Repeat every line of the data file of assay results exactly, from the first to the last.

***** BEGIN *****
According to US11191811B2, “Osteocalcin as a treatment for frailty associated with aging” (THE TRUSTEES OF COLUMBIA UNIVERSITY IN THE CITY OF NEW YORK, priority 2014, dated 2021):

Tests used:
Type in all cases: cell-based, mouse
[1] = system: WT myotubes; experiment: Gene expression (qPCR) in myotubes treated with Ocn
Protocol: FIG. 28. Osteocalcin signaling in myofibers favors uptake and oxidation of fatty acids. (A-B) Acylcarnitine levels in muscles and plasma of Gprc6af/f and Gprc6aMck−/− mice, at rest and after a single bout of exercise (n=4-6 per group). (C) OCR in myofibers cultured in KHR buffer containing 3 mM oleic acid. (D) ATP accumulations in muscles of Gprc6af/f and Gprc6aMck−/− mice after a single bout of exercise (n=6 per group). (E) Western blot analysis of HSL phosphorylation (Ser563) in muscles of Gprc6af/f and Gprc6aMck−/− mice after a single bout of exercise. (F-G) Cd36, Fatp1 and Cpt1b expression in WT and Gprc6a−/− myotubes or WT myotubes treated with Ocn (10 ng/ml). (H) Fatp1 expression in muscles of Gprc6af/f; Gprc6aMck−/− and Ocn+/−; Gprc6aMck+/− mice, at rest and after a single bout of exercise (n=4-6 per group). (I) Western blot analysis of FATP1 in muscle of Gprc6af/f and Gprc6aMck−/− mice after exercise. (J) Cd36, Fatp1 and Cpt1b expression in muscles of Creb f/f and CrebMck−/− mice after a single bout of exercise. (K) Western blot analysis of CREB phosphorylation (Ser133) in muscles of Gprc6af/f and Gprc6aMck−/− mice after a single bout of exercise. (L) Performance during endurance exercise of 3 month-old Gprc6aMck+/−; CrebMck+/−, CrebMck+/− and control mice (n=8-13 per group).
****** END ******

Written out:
According to US11191811B2, “Osteocalcin as a treatment for frailty associated with aging” (THE TRUSTEES OF COLUMBIA UNIVERSITY IN THE CITY OF NEW YORK, priority 2014, dated 2021):

Tests used:
Type in all cases: cell-based, mouse
[1] = system: WT myotubes; experiment: Gene expression (qPCR) in myotubes treated with Ocn
Protocol: FIG. 28. Osteocalcin signaling in myofibers favors uptake and oxidation of fatty acids. (A-B) Acylcarnitine levels in muscles and plasma of Gprc6af/f and Gprc6aMck−/− mice, at rest and after a single bout of exercise (n=4-6 per group). (C) OCR in myofibers cultured in KHR buffer containing 3 mM oleic acid. (D) ATP accumulations in muscles of Gprc6af/f and Gprc6aMck−/− mice after a single bout of exercise (n=6 per group). (E) Western blot analysis of HSL phosphorylation (Ser563) in muscles of Gprc6af/f and Gprc6aMck−/− mice after a single bout of exercise. (F-G) Cd36, Fatp1 and Cpt1b expression in WT and Gprc6a−/− myotubes or WT myotubes treated with Ocn (10 ng/ml). (H) Fatp1 expression in muscles of Gprc6af/f; Gprc6aMck−/− and Ocn+/−; Gprc6aMck+/− mice, at rest and after a single bout of exercise (n=4-6 per group). (I) Western blot analysis of FATP1 in muscle of Gprc6af/f and Gprc6aMck−/− mice after exercise. (J) Cd36, Fatp1 and Cpt1b expression in muscles of Creb f/f and CrebMck−/− mice after a single bout of exercise. (K) Western blot analysis of CREB phosphorylation (Ser133) in muscles of Gprc6af/f and Gprc6aMck−/− mice after a single bout of exercise. (L) Performance during endurance exercise of 3 month-old Gprc6aMck+/−; CrebMck+/−, CrebMck+/− and control mice (n=8-13 per group).